With Nigel Bradham no longer in the fold, Nathan Gerry heads the defense’s maligned second level. Gerry, a converted college safety, made some encouraging strides last season and finished second behind Bradham in snaps at the position (630). However, Gerry’s tackling woes, inability to consistently disengage from blockers and shoddy run defense became customary.
With Bradham out of the picture, the fourth-year pro will likely be tasked with handling the defensive play-calling. Second-year linebacker T.J Edwards figures to be the unit’s top performer. Edwards, who made the team as an undrafted free agent last season, flashed in his limited opportunities. He's the odds-on favorite to start alongside Gerry. The Wisconsin product appeared in all 16 games and contributed 112 defensive snaps. Despite his limited exposure, Edwards earned an overall grade of 86.6 from Pro Football Focus. While the 6-foot-1, 240-pound thumper is lauded for his run defense, Edwards’ lack of range and coverage prowess could ultimately limit his output.
Jatavis Brown was signed to bolster the unit. Still, if his lackluster 2019 campaign in Los Angeles was any indication of what to expect moving forward, the veteran is hardly guaranteed a roster spot. After a strong start to his Chargers’ tenure, Brown’s career has since been marred with injuries and inconsistent play. Appearing in 13 games (1 start) last season, Brown contributed just 92 defensive snaps, while establishing himself as a special teams maven. Perhaps Brown experiences a career resurgence in Philadelphia, but the undersized linebacker is trending in the wrong direction.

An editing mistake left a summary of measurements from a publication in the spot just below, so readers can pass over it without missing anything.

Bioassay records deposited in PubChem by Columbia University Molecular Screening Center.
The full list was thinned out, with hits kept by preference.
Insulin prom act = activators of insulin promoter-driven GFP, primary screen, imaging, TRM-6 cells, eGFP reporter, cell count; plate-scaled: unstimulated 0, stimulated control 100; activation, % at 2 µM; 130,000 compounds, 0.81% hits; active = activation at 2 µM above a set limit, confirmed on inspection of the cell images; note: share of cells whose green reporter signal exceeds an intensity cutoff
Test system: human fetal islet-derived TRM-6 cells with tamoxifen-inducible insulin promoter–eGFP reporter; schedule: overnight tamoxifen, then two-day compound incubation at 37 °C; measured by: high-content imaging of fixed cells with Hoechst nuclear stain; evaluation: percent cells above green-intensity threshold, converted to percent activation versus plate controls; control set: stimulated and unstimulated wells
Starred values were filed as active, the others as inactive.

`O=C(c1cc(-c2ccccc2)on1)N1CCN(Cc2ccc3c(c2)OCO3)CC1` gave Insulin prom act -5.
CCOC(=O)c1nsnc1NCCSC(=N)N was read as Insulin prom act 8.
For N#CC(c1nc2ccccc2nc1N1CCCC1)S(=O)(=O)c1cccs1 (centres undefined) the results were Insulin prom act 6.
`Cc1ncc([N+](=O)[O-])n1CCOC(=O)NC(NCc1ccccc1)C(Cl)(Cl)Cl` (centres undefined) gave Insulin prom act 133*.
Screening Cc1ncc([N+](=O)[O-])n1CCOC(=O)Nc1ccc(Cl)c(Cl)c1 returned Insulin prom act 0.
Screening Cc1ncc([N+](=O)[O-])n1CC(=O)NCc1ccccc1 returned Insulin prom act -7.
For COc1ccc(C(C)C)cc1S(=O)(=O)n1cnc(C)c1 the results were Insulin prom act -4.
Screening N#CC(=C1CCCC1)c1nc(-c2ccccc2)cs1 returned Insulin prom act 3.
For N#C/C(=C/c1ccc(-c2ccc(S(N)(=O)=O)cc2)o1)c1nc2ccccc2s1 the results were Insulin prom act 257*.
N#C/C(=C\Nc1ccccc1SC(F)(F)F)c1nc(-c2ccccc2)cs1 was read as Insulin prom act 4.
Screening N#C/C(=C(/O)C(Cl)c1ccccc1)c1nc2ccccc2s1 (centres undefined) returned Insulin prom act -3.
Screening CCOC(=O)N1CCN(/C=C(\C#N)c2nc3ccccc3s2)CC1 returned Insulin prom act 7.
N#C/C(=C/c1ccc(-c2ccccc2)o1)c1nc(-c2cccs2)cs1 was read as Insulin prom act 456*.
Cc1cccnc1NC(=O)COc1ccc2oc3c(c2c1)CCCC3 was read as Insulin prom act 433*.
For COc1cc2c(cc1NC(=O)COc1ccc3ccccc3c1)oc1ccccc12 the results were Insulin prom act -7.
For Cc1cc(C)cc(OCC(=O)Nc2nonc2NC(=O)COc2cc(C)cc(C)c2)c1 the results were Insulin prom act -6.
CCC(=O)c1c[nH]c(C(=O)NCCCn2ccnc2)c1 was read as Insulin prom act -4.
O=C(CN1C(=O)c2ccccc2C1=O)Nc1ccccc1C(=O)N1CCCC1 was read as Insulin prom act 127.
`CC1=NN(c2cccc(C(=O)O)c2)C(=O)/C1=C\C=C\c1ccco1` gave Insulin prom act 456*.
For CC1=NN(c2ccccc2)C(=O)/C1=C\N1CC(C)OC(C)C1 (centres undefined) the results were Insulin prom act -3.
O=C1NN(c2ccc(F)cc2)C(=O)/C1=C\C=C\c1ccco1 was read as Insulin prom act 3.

One of the more intriguing at the position is former LSU standout Duke Riley. Like Brown, Riley struggled with inconsistency at his last stop but is decidedly the most efficient cover linebacker on the roster. The former fourth-round pick was acquired in a late-September trade with the Falcons and saw most of his playing time on special teams. With nearly a full year to get acclimated,
Riley could feasibly assume the third linebacker role, which was previously occupied by Kamu Grugier-Hill.
Beyond the aforementioned quartet are rookies Davion Taylor and Shaun Bradley. Taylor, a third-round pick, is incredibly raw and needs time to develop, while Bradley finds himself squarely on the roster bubble. Undrafted free agent Dante Olson and special teamer Alex Singleton round out the unit.
While it is important to note that Jim Schwartz opted to deploy three linebackers just 20.7 percent of the defense last season, the lack of substantial depth behind Gerry and Edwards is alarming. Unless one of the young veterans steps up and seizes a prominent role this summer, the second level inadequacies could ultimately be what prevents the defense from taking the next step.
– Geoff Mosher (@geoffmoshernfl) is co-host of the Inside the Birds podcast and staff writer for InsideTheBirds.com. Andrew DiCecco (adicecconfl) is a contributor to InsideTheBirds.com.